Lance Cleveland

Changing PHP Version On Vagrant

After nearly 24 hours of working on this issue I finally figure out how to change the running version of PHP from the WEB SERVER under VVV for my WordPress development environment.  I recall, at a WordPress conference last year, someone touting how easy it was to change PHP versions to test plugin and theme development on various deployment stacks.    Sure, if you happen to want to pull a whole new box image with just the right version of PHP along with all your other tools in place.

For me, I wanted to keep my vanilla Vagrant box with a single mapped directory intact.   I wanted the SSL certificates I created to remain as well, which was another day-long project.   The only thing I wanted to do was replace the default PHP 5.5 release with PHP 5.4.43 to match that of a client.  I’d also like to test with PHP 5.2 someday as that is the minimum supported version for WordPress.

It turns out that changing the PHP version at the command line is easy.   Making it take affect in nginx, the default web server for VVV, is a whole other story.  I found lots of resources on doing this “simple trick” but very few were current and almost ALL were missing information or provide cryptic installs such as “on Apache” (not the VVV default web server) or “on Debian” (no the VVV default distro).

The Summary

Install and use phpbrew to build the PHP flavor you are looking for.

Find your particular flavor of PHP under the vagrant user directory and get the path to the socket listener.

Modify the nginx configuration file to use the socket for your flavor of PHP.

Restart nginx.

Installing phpbrew

Install phpbrew either by going to the phpbrew site and following their instructions OR go to the Vagrant site , install Vagrant, and then clone the repo to a local directory.    After cloning the repo checkout the feature/phpbrew branch.   phpbrew will be installed and ready-to-run.

I chose the “install manually” option as I wanted to keep my Customfile and some tweaks to my config files that I already had in place on my current “non-repo based” Vagrant box.

Make sure you run the phpbrew init command, preferably as the default vagrant login NOT as root.  This will create a hidden .phpbrew directory under your user’s (vagrant) home directory (/home/vagrant).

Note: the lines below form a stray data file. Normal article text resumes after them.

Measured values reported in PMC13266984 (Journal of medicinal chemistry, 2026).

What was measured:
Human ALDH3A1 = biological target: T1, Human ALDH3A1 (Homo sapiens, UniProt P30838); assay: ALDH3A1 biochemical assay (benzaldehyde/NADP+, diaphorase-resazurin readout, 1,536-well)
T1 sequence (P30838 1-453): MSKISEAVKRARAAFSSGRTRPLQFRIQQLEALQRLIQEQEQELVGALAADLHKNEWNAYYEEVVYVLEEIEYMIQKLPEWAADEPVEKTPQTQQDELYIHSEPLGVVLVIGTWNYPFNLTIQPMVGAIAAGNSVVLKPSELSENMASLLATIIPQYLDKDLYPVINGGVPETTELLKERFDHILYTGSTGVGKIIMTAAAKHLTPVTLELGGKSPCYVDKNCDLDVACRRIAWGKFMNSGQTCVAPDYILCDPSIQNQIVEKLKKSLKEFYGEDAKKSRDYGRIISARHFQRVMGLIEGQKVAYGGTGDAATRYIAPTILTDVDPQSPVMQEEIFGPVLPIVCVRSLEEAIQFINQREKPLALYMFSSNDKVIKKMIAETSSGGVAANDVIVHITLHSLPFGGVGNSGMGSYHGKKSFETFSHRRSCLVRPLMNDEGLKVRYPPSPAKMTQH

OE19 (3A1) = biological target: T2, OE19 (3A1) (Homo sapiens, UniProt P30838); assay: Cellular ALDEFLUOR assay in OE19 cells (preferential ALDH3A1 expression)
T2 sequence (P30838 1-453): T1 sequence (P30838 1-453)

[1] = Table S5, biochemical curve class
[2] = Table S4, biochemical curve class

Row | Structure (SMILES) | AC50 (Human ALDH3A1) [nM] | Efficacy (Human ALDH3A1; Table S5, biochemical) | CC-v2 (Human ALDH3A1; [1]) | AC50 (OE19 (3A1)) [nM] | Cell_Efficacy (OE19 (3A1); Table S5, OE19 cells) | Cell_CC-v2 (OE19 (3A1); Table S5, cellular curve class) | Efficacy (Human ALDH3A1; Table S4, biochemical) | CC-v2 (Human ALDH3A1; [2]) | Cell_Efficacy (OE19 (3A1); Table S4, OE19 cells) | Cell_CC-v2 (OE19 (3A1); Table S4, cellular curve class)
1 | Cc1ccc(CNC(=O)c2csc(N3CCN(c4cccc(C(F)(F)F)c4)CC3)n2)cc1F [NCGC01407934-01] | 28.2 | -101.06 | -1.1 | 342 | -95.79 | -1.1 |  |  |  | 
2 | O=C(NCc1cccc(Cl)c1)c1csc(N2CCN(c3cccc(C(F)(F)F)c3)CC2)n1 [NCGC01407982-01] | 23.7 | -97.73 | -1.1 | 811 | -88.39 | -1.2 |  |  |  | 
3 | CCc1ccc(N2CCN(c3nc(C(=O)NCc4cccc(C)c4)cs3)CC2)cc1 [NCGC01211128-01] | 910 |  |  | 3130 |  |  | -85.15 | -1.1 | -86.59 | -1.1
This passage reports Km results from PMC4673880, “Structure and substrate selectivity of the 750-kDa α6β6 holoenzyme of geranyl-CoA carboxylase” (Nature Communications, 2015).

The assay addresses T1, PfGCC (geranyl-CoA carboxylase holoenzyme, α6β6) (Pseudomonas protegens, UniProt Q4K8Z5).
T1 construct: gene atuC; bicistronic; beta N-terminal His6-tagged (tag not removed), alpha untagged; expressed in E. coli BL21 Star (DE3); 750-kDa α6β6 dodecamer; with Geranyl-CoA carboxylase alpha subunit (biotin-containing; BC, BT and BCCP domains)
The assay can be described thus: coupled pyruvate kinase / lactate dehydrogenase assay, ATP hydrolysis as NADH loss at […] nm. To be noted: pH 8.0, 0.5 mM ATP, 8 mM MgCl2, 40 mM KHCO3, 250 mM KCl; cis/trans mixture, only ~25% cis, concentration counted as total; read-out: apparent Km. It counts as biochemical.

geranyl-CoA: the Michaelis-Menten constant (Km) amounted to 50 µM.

Install Your PHP “Flavor”

Decide what version of PHP you want to run and install it with phpbrew.  This may take a little time.   When it is done  you should have some new directories under your /home/vagrant/.phpbrew/php folder for the version you installed.

You will want some default options as well.   Here is my command for PHP 5.4.43 with the default configuration, FPM support, MySQL support, and CLI support.

Find The Socket Listener

Under the ~/.phpbrew/php//etc directory you will find the configuration files for that version of PHP.    Search the files for the line that loads the socket listener.  The socket listener ends with .sock and is usually in a /run/ directory.     I use grep to search:

The part after the listen = that is returned is the patch to the PHP 5.4.43 socket listener for FPM.

Modify The nginx Config

I edited this directly on my guest box by logging in with vagrant ssh and restarted nginx.  The default config file is at /etc/nginx/nginx.conf

Look for the line that loads the current socket listener, usually in the /var/run directory and comment it out.  Put another line in that points to your specific PHP listener.   Here is my snippet pointing to my PHP 5.4.43 version:

The other option to make this more permanent is to edit the vagrant config files.  Got to the directory that contains your Vagrant environment, the place with the Vagrantfile, and go to the ./config/nginx-conf/ subdirectory.   Edit the nginx.conf file.     This is the file that will build the /etc/nginx.conf file whenever you provision your Vagrant box.    If you change this file you will want to run vagrant provision from your host.

Restart nginx

Again, I did this from the command line on my vagrant box after logging in with vagrant ssh.

Check Your Work

Go to to your web browser and check the phpinfo status.

By default this is found at on your host.

Click the phpinfo link.

vvv dev dashboard

vvv dev dashboard

Lessons From My First RV Trip

I just spent a week doing my annual father/son summer getaway.   Our crazy but fun RV trip is over. Back to reality; back to work. Before I forget, I want to share some things I learned along the way:

RV sales and rental companies should be required to follow concussion protocols similar to the NFL. Nicolas & I each hit our heads at least as many times as a typical linebacker during a full season. I’m still not sure what year it is or how many fingers you’re holding up.